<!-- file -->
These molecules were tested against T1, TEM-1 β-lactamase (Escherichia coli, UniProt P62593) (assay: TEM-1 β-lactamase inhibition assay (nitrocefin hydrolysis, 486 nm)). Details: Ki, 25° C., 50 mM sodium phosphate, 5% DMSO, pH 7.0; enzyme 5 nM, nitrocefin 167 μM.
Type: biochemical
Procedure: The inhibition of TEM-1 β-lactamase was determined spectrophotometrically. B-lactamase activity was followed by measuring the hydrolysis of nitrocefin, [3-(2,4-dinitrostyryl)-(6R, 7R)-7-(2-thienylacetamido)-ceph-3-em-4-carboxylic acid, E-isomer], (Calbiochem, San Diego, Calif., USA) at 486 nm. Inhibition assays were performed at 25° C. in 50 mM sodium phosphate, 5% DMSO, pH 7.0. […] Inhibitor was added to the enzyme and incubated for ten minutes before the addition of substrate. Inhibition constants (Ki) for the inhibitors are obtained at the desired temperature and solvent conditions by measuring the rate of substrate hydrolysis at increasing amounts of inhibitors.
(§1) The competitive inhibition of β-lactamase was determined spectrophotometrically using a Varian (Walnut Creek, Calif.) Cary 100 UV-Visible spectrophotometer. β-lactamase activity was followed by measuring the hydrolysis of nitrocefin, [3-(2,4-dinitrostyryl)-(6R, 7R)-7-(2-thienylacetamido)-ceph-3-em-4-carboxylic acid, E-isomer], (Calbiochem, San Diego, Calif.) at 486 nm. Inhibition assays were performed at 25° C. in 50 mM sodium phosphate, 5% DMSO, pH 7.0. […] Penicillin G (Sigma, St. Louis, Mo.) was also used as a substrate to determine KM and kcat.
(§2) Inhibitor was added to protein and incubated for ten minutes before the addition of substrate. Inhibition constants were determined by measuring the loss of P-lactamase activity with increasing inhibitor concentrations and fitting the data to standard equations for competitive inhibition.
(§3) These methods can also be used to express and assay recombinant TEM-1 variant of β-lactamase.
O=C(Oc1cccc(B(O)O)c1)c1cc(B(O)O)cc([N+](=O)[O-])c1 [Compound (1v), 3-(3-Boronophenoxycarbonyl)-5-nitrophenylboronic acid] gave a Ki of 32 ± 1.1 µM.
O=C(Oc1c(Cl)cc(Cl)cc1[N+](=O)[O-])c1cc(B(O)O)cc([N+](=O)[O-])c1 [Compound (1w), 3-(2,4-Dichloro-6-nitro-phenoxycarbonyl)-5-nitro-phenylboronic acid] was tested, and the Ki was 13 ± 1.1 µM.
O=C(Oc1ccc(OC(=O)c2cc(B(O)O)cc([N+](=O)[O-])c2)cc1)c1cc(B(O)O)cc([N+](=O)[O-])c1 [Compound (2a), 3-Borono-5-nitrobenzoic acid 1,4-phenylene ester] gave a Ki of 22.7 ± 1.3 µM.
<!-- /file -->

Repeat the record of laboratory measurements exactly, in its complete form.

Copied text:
These molecules were tested against T1, TEM-1 β-lactamase (Escherichia coli, UniProt P62593) (assay: TEM-1 β-lactamase inhibition assay (nitrocefin hydrolysis, 486 nm)). Details: Ki, 25° C., 50 mM sodium phosphate, 5% DMSO, pH 7.0; enzyme 5 nM, nitrocefin 167 μM.
Type: biochemical
Procedure: The inhibition of TEM-1 β-lactamase was determined spectrophotometrically. B-lactamase activity was followed by measuring the hydrolysis of nitrocefin, [3-(2,4-dinitrostyryl)-(6R, 7R)-7-(2-thienylacetamido)-ceph-3-em-4-carboxylic acid, E-isomer], (Calbiochem, San Diego, Calif., USA) at 486 nm. Inhibition assays were performed at 25° C. in 50 mM sodium phosphate, 5% DMSO, pH 7.0. […] Inhibitor was added to the enzyme and incubated for ten minutes before the addition of substrate. Inhibition constants (Ki) for the inhibitors are obtained at the desired temperature and solvent conditions by measuring the rate of substrate hydrolysis at increasing amounts of inhibitors.
(§1) The competitive inhibition of β-lactamase was determined spectrophotometrically using a Varian (Walnut Creek, Calif.) Cary 100 UV-Visible spectrophotometer. β-lactamase activity was followed by measuring the hydrolysis of nitrocefin, [3-(2,4-dinitrostyryl)-(6R, 7R)-7-(2-thienylacetamido)-ceph-3-em-4-carboxylic acid, E-isomer], (Calbiochem, San Diego, Calif.) at 486 nm. Inhibition assays were performed at 25° C. in 50 mM sodium phosphate, 5% DMSO, pH 7.0. […] Penicillin G (Sigma, St. Louis, Mo.) was also used as a substrate to determine KM and kcat.
(§2) Inhibitor was added to protein and incubated for ten minutes before the addition of substrate. Inhibition constants were determined by measuring the loss of P-lactamase activity with increasing inhibitor concentrations and fitting the data to standard equations for competitive inhibition.
(§3) These methods can also be used to express and assay recombinant TEM-1 variant of β-lactamase.
O=C(Oc1cccc(B(O)O)c1)c1cc(B(O)O)cc([N+](=O)[O-])c1 [Compound (1v), 3-(3-Boronophenoxycarbonyl)-5-nitrophenylboronic acid] gave a Ki of 32 ± 1.1 µM.
O=C(Oc1c(Cl)cc(Cl)cc1[N+](=O)[O-])c1cc(B(O)O)cc([N+](=O)[O-])c1 [Compound (1w), 3-(2,4-Dichloro-6-nitro-phenoxycarbonyl)-5-nitro-phenylboronic acid] was tested, and the Ki was 13 ± 1.1 µM.
O=C(Oc1ccc(OC(=O)c2cc(B(O)O)cc([N+](=O)[O-])c2)cc1)c1cc(B(O)O)cc([N+](=O)[O-])c1 [Compound (2a), 3-Borono-5-nitrobenzoic acid 1,4-phenylene ester] gave a Ki of 22.7 ± 1.3 µM.